Tuesday, January 20, 2009

Hawks 87 Raptors 84



Team Poss Off Eff eFG% FT Rate OR% TO%
TOR 92.4 0.91 42.9 14.3 26.1 14.1
ATL 92.4 0.94 46.2 17.7 14 15.2

It's not too difficult to explain why the Hawks won: Joe Johnson plus Mike Bibby plus Josh Smith trumps Chris Bosh plus Andrea Bargnani. Anthony Parker made a game effort to serve as both a third scoring option and a fill-in point guard but his good intentions failed to transform his natural state. Beyond those six players little basketball skill and even fewer examples of sound decision-making were on display during the Martin Luther King, Jr. Day matinee.

The Hawks, already without Al Horford and Marvin Williams, played most of the first half without Zaza Pachulia because of Mike Woodson's predilection for keeping key frontcourt players on the bench until halftime once they pick their second foul then played most of the second half without Pachulia because, when on the court, he demonstrated little likelihood to make a positive contribution to the home team's cause.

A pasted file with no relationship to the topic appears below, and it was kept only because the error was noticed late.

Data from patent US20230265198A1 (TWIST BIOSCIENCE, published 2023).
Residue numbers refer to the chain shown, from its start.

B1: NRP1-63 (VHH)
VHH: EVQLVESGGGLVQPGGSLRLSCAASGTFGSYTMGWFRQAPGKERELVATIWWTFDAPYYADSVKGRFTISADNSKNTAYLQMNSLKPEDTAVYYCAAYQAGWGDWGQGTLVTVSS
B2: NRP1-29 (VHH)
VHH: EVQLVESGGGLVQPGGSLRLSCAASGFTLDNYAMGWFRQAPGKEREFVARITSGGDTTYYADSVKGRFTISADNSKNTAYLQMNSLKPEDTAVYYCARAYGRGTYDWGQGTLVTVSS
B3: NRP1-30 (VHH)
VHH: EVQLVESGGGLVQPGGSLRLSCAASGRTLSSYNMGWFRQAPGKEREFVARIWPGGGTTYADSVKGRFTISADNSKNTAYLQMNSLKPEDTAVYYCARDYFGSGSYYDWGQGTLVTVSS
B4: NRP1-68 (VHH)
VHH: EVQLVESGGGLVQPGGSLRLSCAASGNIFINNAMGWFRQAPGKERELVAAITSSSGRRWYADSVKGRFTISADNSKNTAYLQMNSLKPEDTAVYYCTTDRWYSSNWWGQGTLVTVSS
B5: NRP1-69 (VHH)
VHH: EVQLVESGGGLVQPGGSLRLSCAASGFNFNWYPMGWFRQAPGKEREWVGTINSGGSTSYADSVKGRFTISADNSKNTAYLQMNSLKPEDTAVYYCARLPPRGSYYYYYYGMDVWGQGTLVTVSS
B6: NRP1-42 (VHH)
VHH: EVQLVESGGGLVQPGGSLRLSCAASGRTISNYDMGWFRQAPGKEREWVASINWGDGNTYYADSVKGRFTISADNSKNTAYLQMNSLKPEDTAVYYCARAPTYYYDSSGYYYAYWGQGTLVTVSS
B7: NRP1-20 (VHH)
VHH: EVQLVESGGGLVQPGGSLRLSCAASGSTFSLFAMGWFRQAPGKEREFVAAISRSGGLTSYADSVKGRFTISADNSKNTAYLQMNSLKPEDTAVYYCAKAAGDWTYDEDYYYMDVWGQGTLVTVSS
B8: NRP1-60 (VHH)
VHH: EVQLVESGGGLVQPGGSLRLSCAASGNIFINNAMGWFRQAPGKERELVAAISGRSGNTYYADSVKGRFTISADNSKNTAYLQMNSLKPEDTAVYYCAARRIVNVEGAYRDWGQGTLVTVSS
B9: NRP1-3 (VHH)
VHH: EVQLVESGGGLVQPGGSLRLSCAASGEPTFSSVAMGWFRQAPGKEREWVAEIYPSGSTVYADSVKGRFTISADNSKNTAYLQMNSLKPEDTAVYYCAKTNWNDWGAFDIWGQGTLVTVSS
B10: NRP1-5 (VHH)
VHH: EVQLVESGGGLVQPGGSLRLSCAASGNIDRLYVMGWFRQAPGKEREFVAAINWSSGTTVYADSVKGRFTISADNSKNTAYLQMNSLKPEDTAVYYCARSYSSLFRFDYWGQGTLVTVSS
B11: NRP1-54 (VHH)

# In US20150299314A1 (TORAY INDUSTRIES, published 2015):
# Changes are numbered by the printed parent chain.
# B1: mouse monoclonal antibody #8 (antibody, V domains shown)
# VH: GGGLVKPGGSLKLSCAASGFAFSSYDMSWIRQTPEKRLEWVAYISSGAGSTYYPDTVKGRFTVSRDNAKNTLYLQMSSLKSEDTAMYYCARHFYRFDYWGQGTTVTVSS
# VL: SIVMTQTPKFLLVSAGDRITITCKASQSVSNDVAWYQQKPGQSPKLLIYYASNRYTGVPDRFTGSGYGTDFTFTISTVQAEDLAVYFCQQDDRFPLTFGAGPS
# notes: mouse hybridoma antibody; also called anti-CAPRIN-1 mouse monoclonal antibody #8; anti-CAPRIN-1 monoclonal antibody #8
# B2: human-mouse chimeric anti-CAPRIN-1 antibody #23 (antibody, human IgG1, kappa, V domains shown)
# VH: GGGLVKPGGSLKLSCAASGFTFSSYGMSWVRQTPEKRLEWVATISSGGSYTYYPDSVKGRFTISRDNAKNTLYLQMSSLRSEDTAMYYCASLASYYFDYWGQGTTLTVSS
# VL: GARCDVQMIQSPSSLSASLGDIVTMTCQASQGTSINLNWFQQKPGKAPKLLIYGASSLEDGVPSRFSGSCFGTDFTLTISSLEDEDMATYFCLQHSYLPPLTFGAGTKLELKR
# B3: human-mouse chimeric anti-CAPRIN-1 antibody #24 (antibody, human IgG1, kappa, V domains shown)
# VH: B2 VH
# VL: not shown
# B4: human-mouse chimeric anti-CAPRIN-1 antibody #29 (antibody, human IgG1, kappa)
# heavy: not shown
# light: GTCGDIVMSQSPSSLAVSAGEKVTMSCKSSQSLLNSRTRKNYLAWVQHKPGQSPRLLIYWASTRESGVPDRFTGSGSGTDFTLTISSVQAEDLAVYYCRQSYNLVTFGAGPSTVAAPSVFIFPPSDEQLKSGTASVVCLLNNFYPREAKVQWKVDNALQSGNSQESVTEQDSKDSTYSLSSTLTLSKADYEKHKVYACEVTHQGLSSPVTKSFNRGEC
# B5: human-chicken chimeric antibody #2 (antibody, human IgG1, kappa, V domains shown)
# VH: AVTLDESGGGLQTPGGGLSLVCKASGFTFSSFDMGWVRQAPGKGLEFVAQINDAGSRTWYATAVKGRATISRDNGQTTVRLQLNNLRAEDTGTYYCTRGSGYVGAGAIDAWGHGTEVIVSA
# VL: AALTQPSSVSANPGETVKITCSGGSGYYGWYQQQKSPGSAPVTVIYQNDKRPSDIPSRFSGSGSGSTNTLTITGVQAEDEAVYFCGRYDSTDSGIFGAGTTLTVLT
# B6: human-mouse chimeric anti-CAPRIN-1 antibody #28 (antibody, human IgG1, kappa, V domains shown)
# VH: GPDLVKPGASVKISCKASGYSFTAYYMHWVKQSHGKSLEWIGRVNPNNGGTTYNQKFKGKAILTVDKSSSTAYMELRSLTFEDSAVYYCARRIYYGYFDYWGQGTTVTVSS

His backup, Solomon Jones, offered little more. To be fair, Jones played better in the second half than he did in the first though that only raised his level of play from obviously out of his depth to generically unproductive. Despite Jones' inability to catch a pass cleanly or set a screen without inducing an anticipatory cringe for the incipient offensive foul or potential injury for either himself or the opponent being screened, Mike Woodson chose not to go to Randolph Morris for a length of time or to Othello Hunter at all. On a day where Thomas Gardner received an opportunity to give pause to those of us who thought he might offer more than Mario West* and West himself got three-and-a-half minutes to practice jumping higher than he could safely land, I believe it's safe to assume that Morris's late-game stint in Phoenix had more to do with his bulk than with a re-evaluation of either his or Jones' abilities.

*A low bar to be sure...

Higher up the rotation, Flip Murray delivered a profoundly mixed performance by undermining his good work going toward the basket (3-6 on 2PTFGA, 3-3 FTA, 3 assists* against 2 turnovers) and on the defensive glass (4 defensive rebounds in 34 minutes isn't remarkable but Murray seemed to make an extra effort on the defensive glass when the Hawks played four guards at a time.) with a staggering seven three-point attempts (five of them coming in the first half) of which he made but one.